So, yes, UTERUS will continue--though without me. In fact, others have plans in the works right now. And I will be posting about it on LFCA and supporting their efforts. But it's time for others to take the reins and help the people they can stand behind. It's a big blogosphere and people have those that they trust and feel comfortable saying, "I can vouch for this person." I am really glad it's continuing because I do stand by that original thought that it is important to support individuals; not just organizations. And I will always be cheering UTERUS on from the sidelines.

I'm putting this out there both to explain my response to the anonymous comments last night, but also to let you know that when UTERUS things pop up in the future, questions should be directed to the people in charge because I won't know the fine details. Though I hope the future fundraisers are as successful as the last three and wish those working on them the best of luck.

Wellsphere seems to be hitting the ALI community hard these days, therefore, even though I put this in the LFCA this week, I wanted to repeat it here:
Blogger Beware: DD had a post last week about Wellsphere and since they seem to be leaving comments on blogs and since a lot of us are health bloggers, people should understand how Wellsphere works and why you may not want to give permission for them to use your RSS feed. There was a post last winter on the Wall Street Journal blog about the site.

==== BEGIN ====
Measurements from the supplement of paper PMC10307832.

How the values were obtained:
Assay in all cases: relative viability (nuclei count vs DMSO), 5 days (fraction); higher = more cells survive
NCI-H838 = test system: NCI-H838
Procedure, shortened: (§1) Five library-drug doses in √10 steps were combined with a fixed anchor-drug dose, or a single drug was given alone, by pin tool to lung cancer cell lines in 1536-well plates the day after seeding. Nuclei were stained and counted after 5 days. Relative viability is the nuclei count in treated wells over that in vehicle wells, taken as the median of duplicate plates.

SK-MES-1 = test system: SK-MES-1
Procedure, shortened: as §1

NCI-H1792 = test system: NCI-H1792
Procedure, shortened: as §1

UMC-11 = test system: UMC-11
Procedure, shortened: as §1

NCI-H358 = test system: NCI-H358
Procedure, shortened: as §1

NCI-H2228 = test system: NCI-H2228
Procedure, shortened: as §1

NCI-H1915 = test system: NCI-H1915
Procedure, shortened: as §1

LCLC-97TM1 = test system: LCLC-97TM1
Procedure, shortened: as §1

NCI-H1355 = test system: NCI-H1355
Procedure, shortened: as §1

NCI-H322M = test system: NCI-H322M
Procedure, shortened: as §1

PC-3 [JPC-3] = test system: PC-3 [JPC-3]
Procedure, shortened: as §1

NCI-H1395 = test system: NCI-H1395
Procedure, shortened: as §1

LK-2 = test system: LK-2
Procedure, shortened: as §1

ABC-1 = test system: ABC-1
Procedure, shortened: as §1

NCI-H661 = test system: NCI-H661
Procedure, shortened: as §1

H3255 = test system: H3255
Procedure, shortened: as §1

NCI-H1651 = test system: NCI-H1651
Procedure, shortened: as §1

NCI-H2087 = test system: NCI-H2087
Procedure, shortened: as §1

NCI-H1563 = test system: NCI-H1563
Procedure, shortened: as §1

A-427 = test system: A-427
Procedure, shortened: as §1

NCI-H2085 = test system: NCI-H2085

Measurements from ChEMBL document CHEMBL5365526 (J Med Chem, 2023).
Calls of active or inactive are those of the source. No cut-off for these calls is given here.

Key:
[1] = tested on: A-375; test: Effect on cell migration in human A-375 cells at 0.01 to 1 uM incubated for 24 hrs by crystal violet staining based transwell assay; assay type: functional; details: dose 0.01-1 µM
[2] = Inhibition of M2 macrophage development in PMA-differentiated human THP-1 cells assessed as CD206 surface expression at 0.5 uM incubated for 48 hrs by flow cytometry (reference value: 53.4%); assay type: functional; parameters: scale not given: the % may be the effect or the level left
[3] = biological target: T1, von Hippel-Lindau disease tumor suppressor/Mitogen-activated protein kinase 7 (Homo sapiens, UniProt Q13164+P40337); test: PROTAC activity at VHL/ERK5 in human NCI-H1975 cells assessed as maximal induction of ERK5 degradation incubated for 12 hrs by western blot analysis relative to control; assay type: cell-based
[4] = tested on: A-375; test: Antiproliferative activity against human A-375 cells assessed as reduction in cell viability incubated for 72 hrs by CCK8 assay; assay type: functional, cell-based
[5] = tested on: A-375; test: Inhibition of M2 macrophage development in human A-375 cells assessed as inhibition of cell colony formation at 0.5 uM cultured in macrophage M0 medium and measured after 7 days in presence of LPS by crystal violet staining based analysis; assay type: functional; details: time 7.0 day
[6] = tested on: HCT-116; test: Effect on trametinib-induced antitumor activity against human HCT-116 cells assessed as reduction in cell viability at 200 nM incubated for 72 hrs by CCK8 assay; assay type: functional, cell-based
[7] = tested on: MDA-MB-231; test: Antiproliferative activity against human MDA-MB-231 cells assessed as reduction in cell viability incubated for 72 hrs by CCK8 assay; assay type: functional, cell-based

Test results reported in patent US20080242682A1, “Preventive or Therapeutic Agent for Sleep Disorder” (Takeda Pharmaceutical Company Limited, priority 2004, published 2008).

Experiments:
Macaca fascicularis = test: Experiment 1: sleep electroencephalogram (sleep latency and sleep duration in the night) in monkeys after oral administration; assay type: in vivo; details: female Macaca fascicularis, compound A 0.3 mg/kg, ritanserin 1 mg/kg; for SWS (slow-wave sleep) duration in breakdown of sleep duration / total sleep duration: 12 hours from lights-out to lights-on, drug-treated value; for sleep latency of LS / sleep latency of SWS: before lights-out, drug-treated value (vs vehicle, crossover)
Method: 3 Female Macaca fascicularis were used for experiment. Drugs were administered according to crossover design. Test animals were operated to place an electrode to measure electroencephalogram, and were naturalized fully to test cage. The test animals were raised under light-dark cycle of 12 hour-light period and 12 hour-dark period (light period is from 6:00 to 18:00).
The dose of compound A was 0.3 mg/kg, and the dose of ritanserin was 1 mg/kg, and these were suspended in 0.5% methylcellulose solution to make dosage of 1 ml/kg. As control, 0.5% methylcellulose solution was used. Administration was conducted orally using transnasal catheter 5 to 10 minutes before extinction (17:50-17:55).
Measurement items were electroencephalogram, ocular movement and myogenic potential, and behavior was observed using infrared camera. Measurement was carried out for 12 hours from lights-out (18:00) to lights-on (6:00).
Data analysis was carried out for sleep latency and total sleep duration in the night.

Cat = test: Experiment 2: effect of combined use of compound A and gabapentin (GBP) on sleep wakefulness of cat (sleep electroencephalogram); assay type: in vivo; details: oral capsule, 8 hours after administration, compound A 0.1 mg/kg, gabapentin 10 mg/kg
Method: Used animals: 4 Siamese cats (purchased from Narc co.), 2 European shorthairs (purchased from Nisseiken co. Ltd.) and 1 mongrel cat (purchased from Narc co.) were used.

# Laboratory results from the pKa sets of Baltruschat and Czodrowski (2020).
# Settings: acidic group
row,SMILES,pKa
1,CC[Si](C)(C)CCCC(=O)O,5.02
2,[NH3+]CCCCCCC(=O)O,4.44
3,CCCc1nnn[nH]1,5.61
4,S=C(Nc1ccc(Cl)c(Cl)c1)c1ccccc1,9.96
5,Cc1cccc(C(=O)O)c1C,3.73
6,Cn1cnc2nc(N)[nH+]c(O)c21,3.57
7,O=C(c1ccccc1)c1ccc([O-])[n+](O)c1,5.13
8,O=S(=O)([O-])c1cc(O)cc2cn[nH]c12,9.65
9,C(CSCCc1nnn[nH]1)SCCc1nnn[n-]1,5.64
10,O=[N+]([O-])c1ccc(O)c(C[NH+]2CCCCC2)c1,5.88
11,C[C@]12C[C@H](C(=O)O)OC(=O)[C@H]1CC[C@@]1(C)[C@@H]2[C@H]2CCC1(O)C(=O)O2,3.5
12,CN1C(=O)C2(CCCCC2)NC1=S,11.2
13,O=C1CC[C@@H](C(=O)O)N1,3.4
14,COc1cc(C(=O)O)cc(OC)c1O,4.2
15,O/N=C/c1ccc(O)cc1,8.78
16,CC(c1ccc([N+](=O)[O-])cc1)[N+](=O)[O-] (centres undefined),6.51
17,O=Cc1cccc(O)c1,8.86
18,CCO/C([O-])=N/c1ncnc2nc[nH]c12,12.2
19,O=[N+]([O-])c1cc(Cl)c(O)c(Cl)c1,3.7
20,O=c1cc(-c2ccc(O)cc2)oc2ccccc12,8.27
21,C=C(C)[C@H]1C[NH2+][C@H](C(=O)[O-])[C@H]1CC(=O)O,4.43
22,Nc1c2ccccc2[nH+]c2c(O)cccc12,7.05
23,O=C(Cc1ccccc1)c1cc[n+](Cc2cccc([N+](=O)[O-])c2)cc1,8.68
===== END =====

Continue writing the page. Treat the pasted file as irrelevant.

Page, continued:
I am not against free blogging--which is what this is. They are having you write content and removing it from your blog and rerunning it on their site in order to make money. There are some great sites out there that get writers to work for them without paying them (I see no difference between writing original content for another site or taking your content via an RSS feed even though one is more time consuming than the other. My feelings cover both scenarios). And certainly, there are non-profits I would help in a heartbeat by writing original content for free. I think of it as pro-bono work with the skill I am giving them being writing.